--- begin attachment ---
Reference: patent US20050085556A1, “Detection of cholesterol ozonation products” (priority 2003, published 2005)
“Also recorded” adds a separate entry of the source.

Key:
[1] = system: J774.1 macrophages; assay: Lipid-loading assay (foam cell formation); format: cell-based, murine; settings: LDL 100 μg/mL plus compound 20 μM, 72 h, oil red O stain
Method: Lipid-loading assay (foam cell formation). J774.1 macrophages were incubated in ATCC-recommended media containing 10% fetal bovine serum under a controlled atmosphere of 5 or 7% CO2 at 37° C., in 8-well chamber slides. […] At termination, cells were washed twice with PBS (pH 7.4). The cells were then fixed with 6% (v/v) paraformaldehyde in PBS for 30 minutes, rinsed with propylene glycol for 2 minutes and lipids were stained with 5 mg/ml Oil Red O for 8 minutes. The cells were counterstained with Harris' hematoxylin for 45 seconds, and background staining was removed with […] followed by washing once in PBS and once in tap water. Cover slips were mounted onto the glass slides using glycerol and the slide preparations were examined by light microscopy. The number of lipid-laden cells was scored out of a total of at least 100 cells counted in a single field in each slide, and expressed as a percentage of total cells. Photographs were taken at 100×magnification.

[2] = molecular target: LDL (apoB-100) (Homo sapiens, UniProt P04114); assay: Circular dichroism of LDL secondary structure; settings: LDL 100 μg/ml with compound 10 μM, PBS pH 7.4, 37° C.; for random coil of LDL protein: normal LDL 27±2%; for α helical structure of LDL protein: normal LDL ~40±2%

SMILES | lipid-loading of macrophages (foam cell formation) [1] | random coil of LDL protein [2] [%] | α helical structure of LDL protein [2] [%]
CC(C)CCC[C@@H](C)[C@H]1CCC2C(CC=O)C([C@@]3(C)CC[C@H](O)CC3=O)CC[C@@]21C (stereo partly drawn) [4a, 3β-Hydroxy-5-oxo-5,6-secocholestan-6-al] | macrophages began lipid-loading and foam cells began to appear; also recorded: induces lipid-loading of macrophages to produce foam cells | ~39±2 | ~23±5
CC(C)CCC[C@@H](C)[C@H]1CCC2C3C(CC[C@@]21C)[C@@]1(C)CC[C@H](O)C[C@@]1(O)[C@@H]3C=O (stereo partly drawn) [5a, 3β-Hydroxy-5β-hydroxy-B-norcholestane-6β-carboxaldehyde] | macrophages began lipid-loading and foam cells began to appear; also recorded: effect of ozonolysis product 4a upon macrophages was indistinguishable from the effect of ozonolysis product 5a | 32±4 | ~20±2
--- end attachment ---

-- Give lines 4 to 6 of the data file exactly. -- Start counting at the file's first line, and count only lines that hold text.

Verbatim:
[1] = system: J774.1 macrophages; assay: Lipid-loading assay (foam cell formation); format: cell-based, murine; settings: LDL 100 μg/mL plus compound 20 μM, 72 h, oil red O stain
Method: Lipid-loading assay (foam cell formation). J774.1 macrophages were incubated in ATCC-recommended media containing 10% fetal bovine serum under a controlled atmosphere of 5 or 7% CO2 at 37° C., in 8-well chamber slides. […] At termination, cells were washed twice with PBS (pH 7.4). The cells were then fixed with 6% (v/v) paraformaldehyde in PBS for 30 minutes, rinsed with propylene glycol for 2 minutes and lipids were stained with 5 mg/ml Oil Red O for 8 minutes. The cells were counterstained with Harris' hematoxylin for 45 seconds, and background staining was removed with […] followed by washing once in PBS and once in tap water. Cover slips were mounted onto the glass slides using glycerol and the slide preparations were examined by light microscopy. The number of lipid-laden cells was scored out of a total of at least 100 cells counted in a single field in each slide, and expressed as a percentage of total cells. Photographs were taken at 100×magnification.

[2] = molecular target: LDL (apoB-100) (Homo sapiens, UniProt P04114); assay: Circular dichroism of LDL secondary structure; settings: LDL 100 μg/ml with compound 10 μM, PBS pH 7.4, 37° C.; for random coil of LDL protein: normal LDL 27±2%; for α helical structure of LDL protein: normal LDL ~40±2%